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An Association Between Functional Second Metatarsal Length and Midfoot Arthrosis

Davitt, James S. MD; Kadel, Nancy MD; Sangeorzan, Bruce J. MD; Hansen, Sigvard T. Jr. MD; Holt, Sarah K. MPH; Donaldson-Fletcher, Emily BA

Journal of Bone & Joint Surgery - American Volume: April 2005 - Volume 87 - Issue 4 - p 795–800
doi: 10.2106/JBJS.C.01238
Scientific Articles
Supplementary Content

Background: Primary tarsometatarsal arthrosis is relatively uncommon. The etiology of osteoarthritis in the foot is poorly understood, and it is possible that mechanical or anatomic factors play a role.

Methods: We compared the relative length of the metatarsals in patients with idiopathic arthrosis of the midfoot with that in a group of controls without arthrosis. We analyzed the radiographs of all patients who had had an arthrodesis of the first, second, and third tarsometatarsal joints to treat arthrosis during a three-year period at a tertiary teaching hospital. We excluded patients with a history of inflammatory arthritis, trauma, or Charcot arthropathy. Nine patients (fifteen feet), seven women and two men with an average age of 64.2 years, met the inclusion criteria. We compared them with a control group consisting of the uninjured feet of patients with an acute traumatic injury to the hindfoot and the feet of volunteers with no foot problems. We measured the first, second, and fourth metatarsal lengths and the intermetatarsal angles on weight-bearing anteroposterior radiographs. We also measured the length of the first metatarsal relative to the long axis of the second metatarsal to define the functional first metatarsal length. The ratios of metatarsal lengths and the ratios of functional lengths were used for analysis to minimize differences in foot size and differences caused by radiographic magnification. Statistical comparisons between groups were then carried out.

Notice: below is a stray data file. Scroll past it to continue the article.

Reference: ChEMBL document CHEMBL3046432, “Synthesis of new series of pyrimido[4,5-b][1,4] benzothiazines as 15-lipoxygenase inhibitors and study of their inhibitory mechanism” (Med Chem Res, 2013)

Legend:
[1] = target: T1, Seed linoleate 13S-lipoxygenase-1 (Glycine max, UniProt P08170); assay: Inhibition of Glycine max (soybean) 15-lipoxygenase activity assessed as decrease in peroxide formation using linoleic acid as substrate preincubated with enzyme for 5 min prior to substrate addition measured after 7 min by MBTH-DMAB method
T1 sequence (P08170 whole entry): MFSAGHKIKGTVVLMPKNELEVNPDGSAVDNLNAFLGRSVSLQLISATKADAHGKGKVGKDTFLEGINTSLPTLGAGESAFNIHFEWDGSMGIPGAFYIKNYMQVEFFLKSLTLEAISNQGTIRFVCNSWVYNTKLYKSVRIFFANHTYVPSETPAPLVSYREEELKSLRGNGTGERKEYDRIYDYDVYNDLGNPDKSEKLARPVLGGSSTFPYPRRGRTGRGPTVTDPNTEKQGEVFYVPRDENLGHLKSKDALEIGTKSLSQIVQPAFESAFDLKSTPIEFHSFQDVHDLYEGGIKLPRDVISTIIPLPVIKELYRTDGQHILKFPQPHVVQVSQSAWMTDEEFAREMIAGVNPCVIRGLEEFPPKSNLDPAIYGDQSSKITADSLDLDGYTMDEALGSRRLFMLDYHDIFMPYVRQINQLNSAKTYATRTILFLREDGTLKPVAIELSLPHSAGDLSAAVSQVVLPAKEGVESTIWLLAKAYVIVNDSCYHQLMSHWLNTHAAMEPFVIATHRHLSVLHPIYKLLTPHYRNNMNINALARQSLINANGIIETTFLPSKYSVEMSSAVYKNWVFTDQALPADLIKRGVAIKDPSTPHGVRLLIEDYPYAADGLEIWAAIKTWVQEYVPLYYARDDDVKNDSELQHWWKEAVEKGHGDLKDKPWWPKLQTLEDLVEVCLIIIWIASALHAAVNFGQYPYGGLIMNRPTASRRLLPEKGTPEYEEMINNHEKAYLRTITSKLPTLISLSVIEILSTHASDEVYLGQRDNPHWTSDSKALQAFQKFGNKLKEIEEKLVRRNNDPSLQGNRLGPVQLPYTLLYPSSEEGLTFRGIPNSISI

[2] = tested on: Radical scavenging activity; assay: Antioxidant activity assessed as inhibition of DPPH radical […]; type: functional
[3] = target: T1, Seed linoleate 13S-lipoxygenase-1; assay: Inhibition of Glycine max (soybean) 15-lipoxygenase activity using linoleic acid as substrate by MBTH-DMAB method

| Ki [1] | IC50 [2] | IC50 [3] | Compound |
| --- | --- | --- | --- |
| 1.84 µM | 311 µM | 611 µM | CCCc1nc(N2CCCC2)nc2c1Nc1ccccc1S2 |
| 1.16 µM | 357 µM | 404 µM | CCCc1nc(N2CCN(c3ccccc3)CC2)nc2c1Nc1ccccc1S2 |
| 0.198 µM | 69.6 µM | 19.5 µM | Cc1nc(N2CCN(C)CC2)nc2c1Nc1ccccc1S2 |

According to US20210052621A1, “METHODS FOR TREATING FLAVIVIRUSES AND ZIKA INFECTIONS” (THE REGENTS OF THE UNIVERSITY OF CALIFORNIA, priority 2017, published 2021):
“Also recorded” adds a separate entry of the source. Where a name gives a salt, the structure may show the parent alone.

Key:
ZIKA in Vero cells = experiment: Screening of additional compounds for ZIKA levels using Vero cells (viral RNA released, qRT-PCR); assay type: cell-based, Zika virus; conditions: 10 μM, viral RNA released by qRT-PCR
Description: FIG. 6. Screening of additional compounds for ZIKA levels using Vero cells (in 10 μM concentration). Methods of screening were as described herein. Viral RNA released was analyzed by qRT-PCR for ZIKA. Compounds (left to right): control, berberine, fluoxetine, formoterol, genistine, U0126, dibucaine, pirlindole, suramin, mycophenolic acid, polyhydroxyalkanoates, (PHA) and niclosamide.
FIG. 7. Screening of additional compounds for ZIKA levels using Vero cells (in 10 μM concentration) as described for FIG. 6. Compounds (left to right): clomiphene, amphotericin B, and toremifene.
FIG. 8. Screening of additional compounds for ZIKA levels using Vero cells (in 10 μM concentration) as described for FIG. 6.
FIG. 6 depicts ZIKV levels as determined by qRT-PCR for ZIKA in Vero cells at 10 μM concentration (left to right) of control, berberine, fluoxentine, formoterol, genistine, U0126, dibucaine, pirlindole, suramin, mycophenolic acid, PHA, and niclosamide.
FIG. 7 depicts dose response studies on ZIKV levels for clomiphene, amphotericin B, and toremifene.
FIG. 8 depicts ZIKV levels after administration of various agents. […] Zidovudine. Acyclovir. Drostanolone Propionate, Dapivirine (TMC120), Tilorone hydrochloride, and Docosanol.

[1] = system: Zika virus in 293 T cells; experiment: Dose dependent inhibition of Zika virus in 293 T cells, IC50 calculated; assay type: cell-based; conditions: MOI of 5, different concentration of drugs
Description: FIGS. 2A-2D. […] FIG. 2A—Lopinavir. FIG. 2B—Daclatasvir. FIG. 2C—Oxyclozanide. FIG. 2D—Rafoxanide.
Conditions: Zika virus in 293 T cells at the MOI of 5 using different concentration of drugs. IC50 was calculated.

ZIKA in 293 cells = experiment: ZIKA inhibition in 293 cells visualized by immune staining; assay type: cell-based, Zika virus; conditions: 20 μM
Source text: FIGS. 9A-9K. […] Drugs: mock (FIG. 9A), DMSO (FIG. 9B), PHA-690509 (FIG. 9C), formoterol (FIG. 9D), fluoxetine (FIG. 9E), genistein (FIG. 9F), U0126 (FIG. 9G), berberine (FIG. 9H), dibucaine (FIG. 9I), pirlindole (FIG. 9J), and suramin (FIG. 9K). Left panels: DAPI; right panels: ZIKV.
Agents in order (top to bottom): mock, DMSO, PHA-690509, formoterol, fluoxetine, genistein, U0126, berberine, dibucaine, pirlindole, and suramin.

Results: In the study group, the length of the first metatarsal was, on the average, 77.0% of the length of the second metatarsal, whereas, in the control group, the first metatarsal length was an average of 82.0% of the second metatarsal length. The functional length of the second metatarsal was, on the average, 18.6% greater than that of the first metatarsal in the study group and only an average of 4.1% greater than that of the first metatarsal in the control group. Both differences were significant (p < 0.0004 and p < 0.0001, respectively).

Conclusions: Patients with midfoot arthrosis had a different ratio of the first to the second metatarsal length than did a similarly aged cohort without midfoot arthrosis. The patients had a relatively short first metatarsal or a relatively long second metatarsal, or both. Midfoot arthrosis may have a mechanical etiology. Recognition of risk factors is the first step in developing prevention strategies.

Level of Evidence: Prognostic Level III. See Instructions to Authors for a complete description of levels of evidence.

1 Orthopedic and Fracture Clinic, 11782 S.W. Barnes Road, Suite 300, Portland, OR 97225. E-mail address: james.davitt@providence.org

2 Department of Orthopaedics and Sports Medicine, University of Washington, Harborview Medical Center, Box 359798, 325 Ninth Avenue, Seattle, WA 98104. E-mail address for N. Kadel: kadel@u.washington.edu. E-mail address for B.J. Sangeorzan: bsangeor@u.washington.edu. E-mail address for S.T. Hansen Jr.: jegrant@u.washington.edu. E-mail address for S.K. Holt: sholt@u.washington.edu

3 E-mail address: donaldea@whitman.edu

Copyright 2005 by The Journal of Bone and Joint Surgery, Incorporated
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